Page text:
Primed for partying
Wednesday, March 29, 2006
Steve bought his dream home two years ago -- a spacious 1960s ranch-style house that is perfect for entertaining. Steve, you see, is a professional merrymaker; not only does he plan parties for a living but also loves planning home soirees for his friends and family.
The problem was that the biggest room (and best spot for a bash) in his new house is a basement family room that is dark, dingy and sadly outdated.
Steve was eager to transform this room it into something cool and comfortable for his many revelers. So I put on my party hat, called in my design team and got ready to "bust a move" and transform the depressing space into a professional party place.
Everything in the room was outmoded: the aged ceiling tiles, the wood-paneled walls, the vinyl flooring and the hand-me-down (and down again) furniture.
I started the redesign by giving all of the outdated finishes an update. I painted the ceiling and walls a shade of soft, icy blue. I then replaced the existing vinyl floors (and the overlying bits of mismatched carpet) with a durable yet inexpensive wood-look vinyl floor that can't be ruined by stiletto heels or wayward martinis. I added a chic area rug in one section for a dash of color.
Next I got to work on building and restyling the room's essential party points: the bar, the media area and the fireplace.
The bar, which featured peel-and-stick faux-wood strips, just screamed '60s. I repainted the bottom section in a charcoal and iridescent blue-gray paint and added a new top that I covered with vinyl tile in a mother-of-pearl pattern.
To accommodate the television and stereo equipment, I custom-built a long, low media wall, complete with new base pieces to hold components, a floating area for a TV and a new countertop that has the same hip tiles as the bar.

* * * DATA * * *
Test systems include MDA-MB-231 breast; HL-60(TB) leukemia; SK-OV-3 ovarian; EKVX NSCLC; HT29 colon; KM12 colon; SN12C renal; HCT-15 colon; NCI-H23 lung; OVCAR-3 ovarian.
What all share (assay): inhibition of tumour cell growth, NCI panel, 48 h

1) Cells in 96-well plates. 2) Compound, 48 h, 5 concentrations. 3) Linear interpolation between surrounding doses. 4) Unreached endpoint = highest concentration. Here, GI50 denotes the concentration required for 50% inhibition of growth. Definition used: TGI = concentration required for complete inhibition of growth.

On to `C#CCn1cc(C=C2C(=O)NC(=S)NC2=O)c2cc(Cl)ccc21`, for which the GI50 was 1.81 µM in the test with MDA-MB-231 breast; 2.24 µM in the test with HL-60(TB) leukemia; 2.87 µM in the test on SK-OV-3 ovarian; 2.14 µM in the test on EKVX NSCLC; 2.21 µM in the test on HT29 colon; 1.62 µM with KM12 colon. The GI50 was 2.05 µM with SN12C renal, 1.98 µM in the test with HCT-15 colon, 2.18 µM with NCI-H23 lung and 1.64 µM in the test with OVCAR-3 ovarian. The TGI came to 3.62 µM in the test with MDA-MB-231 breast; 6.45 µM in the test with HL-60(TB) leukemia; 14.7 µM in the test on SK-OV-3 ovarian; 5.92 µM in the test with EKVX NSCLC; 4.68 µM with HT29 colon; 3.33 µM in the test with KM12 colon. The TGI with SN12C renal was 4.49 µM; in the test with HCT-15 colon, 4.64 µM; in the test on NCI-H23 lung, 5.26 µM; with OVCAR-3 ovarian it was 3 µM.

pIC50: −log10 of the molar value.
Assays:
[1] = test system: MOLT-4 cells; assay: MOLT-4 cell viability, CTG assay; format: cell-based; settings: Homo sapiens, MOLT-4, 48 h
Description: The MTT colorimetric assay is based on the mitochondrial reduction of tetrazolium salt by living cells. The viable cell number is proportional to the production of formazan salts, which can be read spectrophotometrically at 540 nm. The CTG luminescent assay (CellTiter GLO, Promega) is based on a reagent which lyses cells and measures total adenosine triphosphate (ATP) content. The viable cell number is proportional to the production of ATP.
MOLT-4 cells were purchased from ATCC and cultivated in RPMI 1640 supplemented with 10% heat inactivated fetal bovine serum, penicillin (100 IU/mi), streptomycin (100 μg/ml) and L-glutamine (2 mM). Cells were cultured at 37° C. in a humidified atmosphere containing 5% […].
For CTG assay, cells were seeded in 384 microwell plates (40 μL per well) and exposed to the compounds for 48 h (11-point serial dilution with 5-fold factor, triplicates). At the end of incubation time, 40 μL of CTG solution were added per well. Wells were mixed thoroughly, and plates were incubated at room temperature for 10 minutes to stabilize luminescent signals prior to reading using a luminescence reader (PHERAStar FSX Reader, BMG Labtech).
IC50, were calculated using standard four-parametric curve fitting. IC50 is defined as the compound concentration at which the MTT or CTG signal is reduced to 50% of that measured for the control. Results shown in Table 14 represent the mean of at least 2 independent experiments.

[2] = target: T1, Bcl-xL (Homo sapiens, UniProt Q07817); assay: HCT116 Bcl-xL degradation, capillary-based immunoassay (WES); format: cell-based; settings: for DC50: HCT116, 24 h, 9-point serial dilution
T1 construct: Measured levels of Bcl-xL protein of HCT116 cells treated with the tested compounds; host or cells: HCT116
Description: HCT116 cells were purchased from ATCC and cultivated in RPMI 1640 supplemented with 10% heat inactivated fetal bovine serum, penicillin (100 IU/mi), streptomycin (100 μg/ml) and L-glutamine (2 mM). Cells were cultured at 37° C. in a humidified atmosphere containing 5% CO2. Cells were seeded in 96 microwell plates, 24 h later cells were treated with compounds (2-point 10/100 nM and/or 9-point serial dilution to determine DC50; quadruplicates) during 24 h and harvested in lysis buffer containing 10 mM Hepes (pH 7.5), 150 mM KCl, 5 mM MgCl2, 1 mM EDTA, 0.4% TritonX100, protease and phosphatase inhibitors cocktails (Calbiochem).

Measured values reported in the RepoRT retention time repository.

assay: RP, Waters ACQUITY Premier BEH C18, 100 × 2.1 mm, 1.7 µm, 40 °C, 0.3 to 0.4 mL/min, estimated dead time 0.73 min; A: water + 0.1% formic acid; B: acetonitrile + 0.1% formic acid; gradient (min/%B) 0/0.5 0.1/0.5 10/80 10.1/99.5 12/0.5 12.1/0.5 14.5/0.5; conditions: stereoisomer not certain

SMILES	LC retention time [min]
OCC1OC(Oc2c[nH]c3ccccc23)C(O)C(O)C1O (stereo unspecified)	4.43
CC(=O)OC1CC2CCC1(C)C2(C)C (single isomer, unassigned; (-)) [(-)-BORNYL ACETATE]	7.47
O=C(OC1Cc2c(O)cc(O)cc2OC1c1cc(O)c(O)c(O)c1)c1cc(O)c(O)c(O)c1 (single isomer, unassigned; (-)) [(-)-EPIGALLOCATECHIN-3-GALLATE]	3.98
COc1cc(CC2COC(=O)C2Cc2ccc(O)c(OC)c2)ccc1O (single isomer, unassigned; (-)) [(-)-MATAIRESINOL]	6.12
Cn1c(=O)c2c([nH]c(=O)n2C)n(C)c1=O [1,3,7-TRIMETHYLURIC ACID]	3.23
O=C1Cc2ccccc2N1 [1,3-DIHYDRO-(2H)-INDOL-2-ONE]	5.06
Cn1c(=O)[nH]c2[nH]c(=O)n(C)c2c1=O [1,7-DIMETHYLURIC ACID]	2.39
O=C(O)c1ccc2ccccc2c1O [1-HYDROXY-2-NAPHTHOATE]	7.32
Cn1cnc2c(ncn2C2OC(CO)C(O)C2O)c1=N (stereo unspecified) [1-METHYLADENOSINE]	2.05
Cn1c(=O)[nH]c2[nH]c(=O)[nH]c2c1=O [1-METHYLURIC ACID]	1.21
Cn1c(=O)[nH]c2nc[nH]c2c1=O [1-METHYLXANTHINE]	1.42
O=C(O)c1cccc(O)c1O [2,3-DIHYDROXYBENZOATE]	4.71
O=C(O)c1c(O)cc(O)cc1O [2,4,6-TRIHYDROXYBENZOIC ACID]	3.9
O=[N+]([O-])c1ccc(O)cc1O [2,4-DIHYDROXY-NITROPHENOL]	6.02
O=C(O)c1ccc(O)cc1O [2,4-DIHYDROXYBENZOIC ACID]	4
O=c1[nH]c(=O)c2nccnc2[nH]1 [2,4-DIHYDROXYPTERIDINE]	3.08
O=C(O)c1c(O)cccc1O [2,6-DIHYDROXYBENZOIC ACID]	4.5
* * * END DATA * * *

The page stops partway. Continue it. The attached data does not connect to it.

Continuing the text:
The fireplace was a nice focal point in the room, but its soot-stained inside was a tad unsightly. So I painted the surrounding bricks a smoky, charcoal color to disguise the stains and installed a new mantle to give the fireplace a little more presence and panache.
Next, I got rid of all of Steve's old furniture -- with the exception of a recliner that belonged to his grandfather, which I reupholstered. I replaced it all with new pieces in warm tones, including a sectional with a geometric circle pattern in chenille and mohair and a variety of multifunctional bench seating in inviting, neutral shades.
The lighting in the room was almost non-existent, so I brightened the place up in three ways. I put up two streamlined sconces of frosted glass over the fireplace for more intimate parties, installed adjustable, halogen track lighting over the bar for cocktail moments and added three funky, glass pendants mounted on a canopy for an overall party feel.
Last, but not least, I created a small home office in the room for Steve. But since I didn't want people to have to think about work while partying, I hid the work area behind a dividing curtain made of a super metallic fabric.
I then added some finishing touches -- bar utensils, lamps, pictures and other party necessities -- and the space was complete.
Using distinctive finishes and fabrics, sophisticated media storage and toe-tapping flooring, this once dark and dingy basement is now a happening and contemporary space. If that isn't reason enough to throw a divine party or two, what is?